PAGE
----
Grammar matters? Teaching Irish as a second language in Ireland

Browne, Elaine (2017). Grammar matters? Teaching Irish as a second language in Ireland. EdD thesis The Open University.

Abstract

This thesis presents a small-scale investigation into practising primary teachers’ perspectives on the role of English grammar in second language teaching in the Irish context where English is the medium of instruction.

A mixed methods approach was employed to investigate whether having a sound knowledge of English grammar might facilitate the teaching of Irish grammar. Teachers’ perspectives on pedagogical practice were gathered via the employment of questionnaires, interviews and observations. Fifteen questionnaire respondents contributed perspectives on learning and teaching English and Irish grammar in the Irish context and three of these provided follow-up interviews and observations.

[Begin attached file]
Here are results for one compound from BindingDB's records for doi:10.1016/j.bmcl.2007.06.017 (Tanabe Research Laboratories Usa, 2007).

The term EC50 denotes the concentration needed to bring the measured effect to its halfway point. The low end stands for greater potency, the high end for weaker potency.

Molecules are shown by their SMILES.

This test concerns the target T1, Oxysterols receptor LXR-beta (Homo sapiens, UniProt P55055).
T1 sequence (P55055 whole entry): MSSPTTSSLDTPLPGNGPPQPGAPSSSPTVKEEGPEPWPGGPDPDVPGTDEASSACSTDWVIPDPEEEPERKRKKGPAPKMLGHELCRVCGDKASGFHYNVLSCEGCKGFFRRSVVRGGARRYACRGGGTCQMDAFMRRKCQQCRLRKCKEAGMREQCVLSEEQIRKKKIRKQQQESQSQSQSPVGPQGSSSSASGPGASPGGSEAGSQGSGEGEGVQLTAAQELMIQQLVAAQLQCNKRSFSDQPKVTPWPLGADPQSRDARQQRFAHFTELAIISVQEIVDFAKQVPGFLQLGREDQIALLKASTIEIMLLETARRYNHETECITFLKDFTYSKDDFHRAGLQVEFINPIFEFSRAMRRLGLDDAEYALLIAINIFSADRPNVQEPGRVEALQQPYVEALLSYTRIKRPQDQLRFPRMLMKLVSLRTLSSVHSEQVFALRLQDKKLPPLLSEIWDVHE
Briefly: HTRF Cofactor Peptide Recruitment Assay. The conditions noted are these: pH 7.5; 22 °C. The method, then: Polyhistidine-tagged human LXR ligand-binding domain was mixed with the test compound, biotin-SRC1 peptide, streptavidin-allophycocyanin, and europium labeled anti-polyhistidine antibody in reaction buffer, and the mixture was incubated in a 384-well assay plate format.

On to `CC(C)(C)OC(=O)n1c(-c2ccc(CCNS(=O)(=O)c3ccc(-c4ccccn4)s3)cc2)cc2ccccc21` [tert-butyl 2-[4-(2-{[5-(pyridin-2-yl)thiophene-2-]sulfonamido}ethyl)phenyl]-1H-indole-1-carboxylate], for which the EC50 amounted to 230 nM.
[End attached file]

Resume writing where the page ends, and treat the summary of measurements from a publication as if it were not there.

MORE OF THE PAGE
Applying both thematic and sociocultural theorising enabled understandings to be built within the uniqueness of the Irish teaching context. The findings revealed that a sound knowledge of English grammar supports the learning of grammar in Irish as a second language. While teachers appreciate the importance of knowledge of grammar to teach languages, they do not necessarily have a sound knowledge of grammar in either English or Irish. This limitation in grammar knowledge may impact negatively when teaching Irish as a second language. Based on these findings it is recommended that grammar should hold a more prominent place in the language curriculum and the teaching of grammar should be integrated within the language curriculum for both children in schools and trainee teachers to increase the quality of Irish second language teaching in the Irish context.

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